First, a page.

Moreover, the court remains convinced that Mathis did not establish "good cause" to excuse his untimely filing. Mathis's counsel acknowledged that he was aware of the alleged defect prior to trial, and that he withheld the motion until after jeopardy attached in hopes of using it as a bargaining chip in negotiating a plea agreement with the government. This strategic move on the part of counsel does not amount to good cause. See United States v. Ramirez, 324 F.3d 1225, 1228 n. 8 (11th Cir. 2003) (holding that the defendants were unable to establish good cause where they "were clearly prepared to file their motion earlier, but decided to withhold it in order to seek a strategic advantage by waiting until jeopardy attached upon the swearing in of the jury"). Nor does the fact that some of the other defense attorneys were unaware of the alleged defect until after the motion to dismiss was filed. See United States v. Brandon, 636 F.App'x 542, 547 (11th Cir. 2016) ("Failure or inadvertence of counsel to timely file a motion . . . does not constitute good cause."); see also United States v. Ruhe, 191 F.3d 376, 386-87 (4th Cir. 1999) (holding that there existed no good cause to raise an untimely suppression motion where the defendant could have with due diligence discovered the information necessary to raise the issue); United States v. Nursey, No. 2:15-CR-112-WKW, 2015 U.S. Dist. LEXIS 154410, at *6 (M.D. Ala. Aug. 7, 2015) (holding that a defendant failed to establish good cause for the untimely filing of his motion to dismiss the indictment since the defendant's "arguments relating to the indictment's alleged failure to state an offense could have been timely raised had counsel considered the indictment and [the applicable statute] at the time of defendant's indictment and arraignment").

         For these reasons, the court declines to consider the merits of the motion to dismiss Counts Thirty and Thirty-One for failure to state an offense. That motion, in which other defendants joined, will be denied as untimely.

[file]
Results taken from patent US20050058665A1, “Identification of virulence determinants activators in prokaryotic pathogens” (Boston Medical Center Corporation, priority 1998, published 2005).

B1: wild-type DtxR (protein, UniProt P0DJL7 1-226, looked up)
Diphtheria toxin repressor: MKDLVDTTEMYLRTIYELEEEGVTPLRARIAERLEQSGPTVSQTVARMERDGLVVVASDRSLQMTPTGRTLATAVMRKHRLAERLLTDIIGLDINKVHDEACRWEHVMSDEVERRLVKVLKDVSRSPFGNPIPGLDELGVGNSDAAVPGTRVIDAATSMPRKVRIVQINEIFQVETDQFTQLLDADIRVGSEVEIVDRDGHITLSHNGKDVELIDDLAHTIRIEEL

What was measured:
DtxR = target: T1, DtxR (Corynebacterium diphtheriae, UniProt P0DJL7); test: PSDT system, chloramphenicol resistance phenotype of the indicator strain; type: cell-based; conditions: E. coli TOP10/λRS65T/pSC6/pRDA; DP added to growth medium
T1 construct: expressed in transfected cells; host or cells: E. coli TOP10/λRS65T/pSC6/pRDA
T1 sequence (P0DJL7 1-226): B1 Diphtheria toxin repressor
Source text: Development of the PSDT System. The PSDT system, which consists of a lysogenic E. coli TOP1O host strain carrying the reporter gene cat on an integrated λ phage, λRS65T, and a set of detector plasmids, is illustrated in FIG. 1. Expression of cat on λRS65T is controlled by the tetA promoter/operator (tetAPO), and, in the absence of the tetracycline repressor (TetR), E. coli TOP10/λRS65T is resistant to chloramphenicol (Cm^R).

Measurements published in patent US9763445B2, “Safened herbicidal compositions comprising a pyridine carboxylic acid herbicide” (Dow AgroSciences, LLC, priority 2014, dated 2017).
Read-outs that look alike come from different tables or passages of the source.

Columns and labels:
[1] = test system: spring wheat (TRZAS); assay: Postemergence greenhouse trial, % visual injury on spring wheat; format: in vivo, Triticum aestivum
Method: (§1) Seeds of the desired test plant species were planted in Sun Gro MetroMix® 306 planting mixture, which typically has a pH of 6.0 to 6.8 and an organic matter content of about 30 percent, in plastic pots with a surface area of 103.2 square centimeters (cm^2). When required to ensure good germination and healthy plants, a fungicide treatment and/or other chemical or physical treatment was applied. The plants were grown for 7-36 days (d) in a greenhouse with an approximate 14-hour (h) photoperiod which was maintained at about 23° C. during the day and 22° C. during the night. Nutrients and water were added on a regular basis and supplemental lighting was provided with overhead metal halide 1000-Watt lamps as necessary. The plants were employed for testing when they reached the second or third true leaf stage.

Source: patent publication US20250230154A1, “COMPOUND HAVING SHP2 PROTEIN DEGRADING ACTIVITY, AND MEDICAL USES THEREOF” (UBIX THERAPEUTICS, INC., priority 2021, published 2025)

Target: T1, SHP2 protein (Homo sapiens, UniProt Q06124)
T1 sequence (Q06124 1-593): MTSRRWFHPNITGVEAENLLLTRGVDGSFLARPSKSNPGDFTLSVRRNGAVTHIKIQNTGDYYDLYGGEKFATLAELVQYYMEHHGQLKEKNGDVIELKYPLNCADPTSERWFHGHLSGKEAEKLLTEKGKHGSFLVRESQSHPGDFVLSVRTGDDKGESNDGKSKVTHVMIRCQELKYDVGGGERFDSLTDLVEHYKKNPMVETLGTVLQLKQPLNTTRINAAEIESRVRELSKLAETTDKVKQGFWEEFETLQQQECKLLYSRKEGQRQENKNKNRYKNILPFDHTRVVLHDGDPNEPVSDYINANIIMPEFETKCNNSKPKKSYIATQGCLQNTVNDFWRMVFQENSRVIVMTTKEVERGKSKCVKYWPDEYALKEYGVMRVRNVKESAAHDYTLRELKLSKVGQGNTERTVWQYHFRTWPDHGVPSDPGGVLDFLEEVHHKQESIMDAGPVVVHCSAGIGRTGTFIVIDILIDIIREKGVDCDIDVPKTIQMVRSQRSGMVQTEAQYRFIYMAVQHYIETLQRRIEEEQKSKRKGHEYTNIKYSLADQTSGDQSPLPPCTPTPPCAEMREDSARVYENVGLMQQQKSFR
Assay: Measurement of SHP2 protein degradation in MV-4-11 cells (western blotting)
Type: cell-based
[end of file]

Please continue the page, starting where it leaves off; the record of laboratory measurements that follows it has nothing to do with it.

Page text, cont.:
II. Joint Motion for Judgment of Acquittal or a New Trial

         Mathis and Kweli filed a joint motion for judgment of acquittal or a new trial, which was joined in by Mersadies and Shantai. In this particular motion, defendants argue that the court constructively amended the indictment, and that there was insufficient evidence to prove the existence of a racketeering enterprise or a conspiracy to participate in the conduct of the affairs of an enterprise through a pattern of racketeering activity. The court will address each of these arguments in turn.

         A. Claim of Constructive Amendment to the Charged Racketeering Enterprise

         The defendants were charged with conspiring to participate in a racketeering enterprise, in violation of the Racketeer Influenced and Corrupt Organizations Act ("RICO"), and with committing violent crimes in aid of racketeering ("VICAR"). In the joint motion for judgment of acquittal or a new trial, the defendants first argue that the court constructively amended the superseding indictment when it instructed the jury that the alleged racketeering enterprise, for purposes of the RICO conspiracy count and the VICAR counts, was the "the 99 Goon Syndikate" rather than "the Bloods." For the following reasons, the court concludes that the defendants invited the error of which they complain and that the claim of constructive amendment is nonetheless without merit.

         The defendants' argument is based primarily on paragraph 13 of the first count of the superseding indictment, which alleged that the defendants were members of a criminal organization known as "the Bloods, " and that "[t]his criminal organization, including its leadership, membership, and associates constituted an 'enterprise, '" for purposes of 18 U.S.C. § 1961(4). Dkt. No. 221 at 2. In the preceding twelve paragraphs, however, the superseding indictment alleged that "[t]he Bloods street gang is comprised of individual units, or 'sets, '" and that the particular set at issue in this case is the "99 Goon Syndikate." Id. at 2. The superseding indictment alleged that, at all times relevant to the superseding indictment, Mathis, Shantai, Mersadies, and Kweli were members of "the 99 Goon Syndikate set of the Blood[s] Street Gang, " and that Kweli, along with co-defendants Halisi Uhuru and Anthony Stokes, "managed [and] promoted ... the criminal enterprise" and "directed lower-ranking members to further the enterprise." Id. at 4. It went on to list the identification number and title for each defendant, as well as the types of criminal acts that "Bloods Street Gang members, including [the] 99 Goon[] Syndikate, " committed "in the Western District of Virginia and elsewhere." Id. at 5. For the RICO conspiracy count, the superseding indictment alleged that the defendants were "employed by and associated with the enterprise described above." Id. at 10-11. For each of the VICAR counts, the superseding indictment alleged that "the Bloods, as more fully described in paragraph One through Seventeen of this Indictment, . . . constituted an enterprise . . . ." See, e.g., id. at 21.